“Housing is a human right”: conference highlights global housing issues and displacement
For Leilani Farha, a Canadian housing advocate, addressing housing issues is an essential part of advocating for human rights.
“Of course, housing is a human right,” Farha said. “And I can say that with confidence, because it’s in the Universal Declaration of Human Rights.”
Farha spoke at a public lecture Wednesday at the Barco Law Building titled “Using International Law and Institutions to Support Housing as a Human Right.” The conference was part of the Global Studies Center’s week-long celebration of National Fair Housing Month. The week included public lectures, panel discussions, a press conference and a community action dialogue centered on whether fair housing is a human right.
President Lyndon B. Johnson signed the Fair Housing Act in April 1968, which is a landmark civil rights law that made discrimination in the housing trade illegal. The law prohibited discrimination based on race, color, national origin, religion, sex, disability, and family status. In honor of this legislation, National Fair Housing Month is celebrated every April.
Farha is a licensed lawyer in Canada and former United Nations Special Rapporteur from 2014-2020, where she focused on fair housing issues. She is also Global Director of The passagewhich is an international organization that focuses on securing housing and ending homelessness.
According to Veronica Dristas, associate director of the Global Studies Center, Farha was asked to speak at Pitt for National Fair Housing Month for many reasons, including her global advocacy.
“She has been a leading global voice highlighting the dangers of the growing financialization of housing,” Dristas said. “She has been outspoken and courageous in confronting governments and big business to remind them of their human rights obligations under international law and told awareness and institutional support for the human right to housing.
Dristas said Farha’s work as director for The Shift is particularly important because she is building a “movement”.
“She is helping to build a movement of community advocates and government leaders at local and national levels to develop new thinking and policy models that can counter financialization and protect people’s right to safe and decent housing,” said Dristas.
According to Farha, since the start of the pandemic, she hasn’t been able to work outside her home in Ottawa as much. But before coming to Pittsburgh this week, she made a trip to Palestine to help those displaced in Israeli-occupied territory.
As part of her housing advocacy, Farha also starred in a documentary titled “To pushwhich focuses on the problem of inadequate housing around the world. This documentary is mostly told through Farha’s perspective, as she uncovers big corporations taking over places like Toronto, Harlem and Notting Hill in London, raising rent prices and subsequently displacing people from Their houses.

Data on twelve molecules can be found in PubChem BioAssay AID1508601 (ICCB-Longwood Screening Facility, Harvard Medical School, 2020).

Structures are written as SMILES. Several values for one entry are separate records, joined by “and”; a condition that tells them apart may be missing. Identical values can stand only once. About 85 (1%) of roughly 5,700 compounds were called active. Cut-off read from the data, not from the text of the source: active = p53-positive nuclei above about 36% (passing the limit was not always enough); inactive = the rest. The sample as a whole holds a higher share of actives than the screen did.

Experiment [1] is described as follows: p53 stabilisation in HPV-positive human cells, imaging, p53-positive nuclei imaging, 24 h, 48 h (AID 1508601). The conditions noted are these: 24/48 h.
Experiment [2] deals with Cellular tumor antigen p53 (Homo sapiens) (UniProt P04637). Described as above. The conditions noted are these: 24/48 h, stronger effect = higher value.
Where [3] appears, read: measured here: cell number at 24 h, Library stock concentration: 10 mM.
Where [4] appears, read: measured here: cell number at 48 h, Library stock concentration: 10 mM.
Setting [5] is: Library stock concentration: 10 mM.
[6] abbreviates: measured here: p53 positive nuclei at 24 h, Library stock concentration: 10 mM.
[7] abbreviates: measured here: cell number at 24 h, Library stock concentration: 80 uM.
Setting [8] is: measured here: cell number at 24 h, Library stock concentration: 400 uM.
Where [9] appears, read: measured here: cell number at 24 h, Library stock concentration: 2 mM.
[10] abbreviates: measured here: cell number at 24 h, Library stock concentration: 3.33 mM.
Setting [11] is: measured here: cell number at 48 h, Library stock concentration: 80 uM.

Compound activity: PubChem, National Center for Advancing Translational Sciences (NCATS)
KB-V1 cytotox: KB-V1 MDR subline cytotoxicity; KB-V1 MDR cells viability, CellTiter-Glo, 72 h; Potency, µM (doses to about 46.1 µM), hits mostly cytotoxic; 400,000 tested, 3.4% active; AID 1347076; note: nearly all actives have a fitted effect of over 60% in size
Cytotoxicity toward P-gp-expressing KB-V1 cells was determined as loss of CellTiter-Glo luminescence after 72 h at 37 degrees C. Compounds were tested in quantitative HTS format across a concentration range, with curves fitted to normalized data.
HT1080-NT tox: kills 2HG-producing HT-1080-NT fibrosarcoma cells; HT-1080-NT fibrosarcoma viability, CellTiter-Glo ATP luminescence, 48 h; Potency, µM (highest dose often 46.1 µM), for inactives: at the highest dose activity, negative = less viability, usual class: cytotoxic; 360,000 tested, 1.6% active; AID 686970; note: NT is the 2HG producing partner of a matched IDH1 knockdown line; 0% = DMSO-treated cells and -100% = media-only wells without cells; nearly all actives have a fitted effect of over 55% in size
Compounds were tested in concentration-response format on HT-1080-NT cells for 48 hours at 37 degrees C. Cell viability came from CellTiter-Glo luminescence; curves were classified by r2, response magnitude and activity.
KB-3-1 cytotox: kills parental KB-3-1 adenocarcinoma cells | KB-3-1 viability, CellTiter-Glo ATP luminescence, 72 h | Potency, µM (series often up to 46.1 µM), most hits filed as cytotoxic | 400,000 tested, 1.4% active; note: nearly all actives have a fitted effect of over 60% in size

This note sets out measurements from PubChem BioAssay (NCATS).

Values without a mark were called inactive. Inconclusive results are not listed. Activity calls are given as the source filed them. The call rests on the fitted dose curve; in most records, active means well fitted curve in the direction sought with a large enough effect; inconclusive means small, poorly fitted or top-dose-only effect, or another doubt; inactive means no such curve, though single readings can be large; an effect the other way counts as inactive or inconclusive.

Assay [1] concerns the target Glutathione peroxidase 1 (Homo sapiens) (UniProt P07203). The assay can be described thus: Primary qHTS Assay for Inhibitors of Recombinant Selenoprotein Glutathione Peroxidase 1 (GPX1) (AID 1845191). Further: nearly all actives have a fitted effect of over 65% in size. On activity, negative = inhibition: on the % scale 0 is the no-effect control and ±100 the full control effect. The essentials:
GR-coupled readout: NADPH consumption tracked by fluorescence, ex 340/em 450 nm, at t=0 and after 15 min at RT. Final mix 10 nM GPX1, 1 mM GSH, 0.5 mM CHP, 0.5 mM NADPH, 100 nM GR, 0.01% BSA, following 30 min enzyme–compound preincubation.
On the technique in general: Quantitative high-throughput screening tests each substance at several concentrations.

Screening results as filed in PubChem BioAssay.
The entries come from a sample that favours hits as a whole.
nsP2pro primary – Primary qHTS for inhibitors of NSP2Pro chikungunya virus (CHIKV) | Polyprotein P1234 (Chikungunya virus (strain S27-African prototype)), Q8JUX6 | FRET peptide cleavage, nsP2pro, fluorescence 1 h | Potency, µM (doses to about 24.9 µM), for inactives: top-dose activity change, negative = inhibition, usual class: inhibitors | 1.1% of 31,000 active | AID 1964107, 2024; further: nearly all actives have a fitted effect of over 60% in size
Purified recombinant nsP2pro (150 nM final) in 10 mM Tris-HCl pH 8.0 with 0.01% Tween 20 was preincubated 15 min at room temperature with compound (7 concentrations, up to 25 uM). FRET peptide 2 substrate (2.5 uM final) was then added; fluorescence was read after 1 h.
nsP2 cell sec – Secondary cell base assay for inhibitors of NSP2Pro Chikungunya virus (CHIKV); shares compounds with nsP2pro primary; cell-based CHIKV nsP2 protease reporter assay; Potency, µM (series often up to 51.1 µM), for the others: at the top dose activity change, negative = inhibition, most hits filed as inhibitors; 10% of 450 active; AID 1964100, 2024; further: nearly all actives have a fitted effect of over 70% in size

According to Farha, many African Americans are being moved to Harlem due to the rising cost of living in the neighborhood.
Describing a black man living in Harlem featured in the documentary, Farha said the people of these neighborhoods make up the history and culture of the neighborhood. By kicking them out of their homes, she says, corporations are robbing them of their culture.
“I asked him…what does it mean to you, if you’re going to be moved from Harlem?” He said, “My story is over,” Farha said.
The conference also included a Q&A section where Pitt students and faculty asked Farha questions about housing law and her work. Randall Taylor, a member of the Human Rights City Alliance in Pittsburgh and co-organizer of the event, asked Farha about the impact of different housing policies on people of color in Pittsburgh and elsewhere, as well as what people can do with the help of the law to prevent them from leaving their homes due to rising rents.
Taylor said he understands first-hand the difficulties of moving since being moved from his home in Pittsburgh.
“I want you to see a real displaced person alive by circumstance [that] took me back to Penn Plaza, East Liberty, and I was moved along with 500 of my neighbors and it was, again, one of the most horrific experiences I’ve ever had,” Taylor said.
Hearing about Taylor’s experience, Farha said it was important to hear the stories of displaced people. Farha also explained how displacement can ruin lives physically, mentally and emotionally.
During the conference, Farha also declared Article 25 of the United Nations Universal Declaration of Human Rights said, “Everyone has the right to a standard of living adequate for the health and well-being of himself and his family, including food, clothing, housing and medical care.
According to Farha, after the horrific disasters that occurred during World War II, many countries came together to discuss the rights that everyone should have across the world, including the right to housing.
Although Farha explained how international law can barely impact a country’s housing laws, she said it was important to note the significance of the fact that so many nations agree that the housing is a human right through the United Nations declaration. Farha said that for international law to be effective, governments must act on it.
“I’m going to be honest in saying that I think international human rights law is useless if it just stays on paper,” she said.